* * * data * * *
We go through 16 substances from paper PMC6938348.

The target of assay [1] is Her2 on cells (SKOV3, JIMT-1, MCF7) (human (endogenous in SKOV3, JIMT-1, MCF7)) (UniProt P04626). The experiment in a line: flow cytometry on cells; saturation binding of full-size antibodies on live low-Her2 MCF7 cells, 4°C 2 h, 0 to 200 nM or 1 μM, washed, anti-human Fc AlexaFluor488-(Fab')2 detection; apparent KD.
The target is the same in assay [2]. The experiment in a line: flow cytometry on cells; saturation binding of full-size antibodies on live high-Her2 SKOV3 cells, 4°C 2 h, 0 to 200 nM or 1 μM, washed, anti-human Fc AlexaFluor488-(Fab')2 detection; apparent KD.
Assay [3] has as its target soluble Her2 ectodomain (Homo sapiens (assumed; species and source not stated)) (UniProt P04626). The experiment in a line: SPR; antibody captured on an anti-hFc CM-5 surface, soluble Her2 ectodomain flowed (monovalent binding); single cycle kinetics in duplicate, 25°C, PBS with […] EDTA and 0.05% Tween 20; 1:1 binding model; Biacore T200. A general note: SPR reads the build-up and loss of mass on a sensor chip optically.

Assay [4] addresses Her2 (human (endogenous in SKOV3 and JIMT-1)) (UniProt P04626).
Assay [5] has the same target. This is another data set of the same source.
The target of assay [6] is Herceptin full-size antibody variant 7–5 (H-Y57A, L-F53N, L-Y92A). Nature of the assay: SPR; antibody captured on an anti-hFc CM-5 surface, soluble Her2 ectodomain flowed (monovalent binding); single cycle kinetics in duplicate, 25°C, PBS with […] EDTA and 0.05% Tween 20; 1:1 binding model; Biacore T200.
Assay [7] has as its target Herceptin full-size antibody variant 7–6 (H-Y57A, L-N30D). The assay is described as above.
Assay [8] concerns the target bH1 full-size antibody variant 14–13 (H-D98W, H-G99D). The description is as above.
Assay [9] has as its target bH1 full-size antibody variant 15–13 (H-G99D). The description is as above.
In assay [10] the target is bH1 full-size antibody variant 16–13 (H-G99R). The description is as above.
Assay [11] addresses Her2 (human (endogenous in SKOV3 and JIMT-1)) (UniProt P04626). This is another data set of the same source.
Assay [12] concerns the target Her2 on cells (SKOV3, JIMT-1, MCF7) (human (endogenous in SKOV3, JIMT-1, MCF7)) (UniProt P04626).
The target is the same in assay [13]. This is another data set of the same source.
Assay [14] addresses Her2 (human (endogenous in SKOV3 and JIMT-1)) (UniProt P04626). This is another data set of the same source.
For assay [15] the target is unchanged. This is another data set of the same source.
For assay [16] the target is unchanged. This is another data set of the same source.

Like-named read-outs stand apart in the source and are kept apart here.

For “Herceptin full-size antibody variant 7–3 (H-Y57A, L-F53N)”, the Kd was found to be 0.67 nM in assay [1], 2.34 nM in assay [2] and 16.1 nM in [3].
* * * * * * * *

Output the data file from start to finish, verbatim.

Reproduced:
We go through 16 substances from paper PMC6938348.

The target of assay [1] is Her2 on cells (SKOV3, JIMT-1, MCF7) (human (endogenous in SKOV3, JIMT-1, MCF7)) (UniProt P04626). The experiment in a line: flow cytometry on cells; saturation binding of full-size antibodies on live low-Her2 MCF7 cells, 4°C 2 h, 0 to 200 nM or 1 μM, washed, anti-human Fc AlexaFluor488-(Fab')2 detection; apparent KD.
The target is the same in assay [2]. The experiment in a line: flow cytometry on cells; saturation binding of full-size antibodies on live high-Her2 SKOV3 cells, 4°C 2 h, 0 to 200 nM or 1 μM, washed, anti-human Fc AlexaFluor488-(Fab')2 detection; apparent KD.
Assay [3] has as its target soluble Her2 ectodomain (Homo sapiens (assumed; species and source not stated)) (UniProt P04626). The experiment in a line: SPR; antibody captured on an anti-hFc CM-5 surface, soluble Her2 ectodomain flowed (monovalent binding); single cycle kinetics in duplicate, 25°C, PBS with […] EDTA and 0.05% Tween 20; 1:1 binding model; Biacore T200. A general note: SPR reads the build-up and loss of mass on a sensor chip optically.

Assay [4] addresses Her2 (human (endogenous in SKOV3 and JIMT-1)) (UniProt P04626).
Assay [5] has the same target. This is another data set of the same source.
The target of assay [6] is Herceptin full-size antibody variant 7–5 (H-Y57A, L-F53N, L-Y92A). Nature of the assay: SPR; antibody captured on an anti-hFc CM-5 surface, soluble Her2 ectodomain flowed (monovalent binding); single cycle kinetics in duplicate, 25°C, PBS with […] EDTA and 0.05% Tween 20; 1:1 binding model; Biacore T200.
Assay [7] has as its target Herceptin full-size antibody variant 7–6 (H-Y57A, L-N30D). The assay is described as above.
Assay [8] concerns the target bH1 full-size antibody variant 14–13 (H-D98W, H-G99D). The description is as above.
Assay [9] has as its target bH1 full-size antibody variant 15–13 (H-G99D). The description is as above.
In assay [10] the target is bH1 full-size antibody variant 16–13 (H-G99R). The description is as above.
Assay [11] addresses Her2 (human (endogenous in SKOV3 and JIMT-1)) (UniProt P04626). This is another data set of the same source.
Assay [12] concerns the target Her2 on cells (SKOV3, JIMT-1, MCF7) (human (endogenous in SKOV3, JIMT-1, MCF7)) (UniProt P04626).
The target is the same in assay [13]. This is another data set of the same source.
Assay [14] addresses Her2 (human (endogenous in SKOV3 and JIMT-1)) (UniProt P04626). This is another data set of the same source.
For assay [15] the target is unchanged. This is another data set of the same source.
For assay [16] the target is unchanged. This is another data set of the same source.

Like-named read-outs stand apart in the source and are kept apart here.

For “Herceptin full-size antibody variant 7–3 (H-Y57A, L-F53N)”, the Kd was found to be 0.67 nM in assay [1], 2.34 nM in assay [2] and 16.1 nM in [3].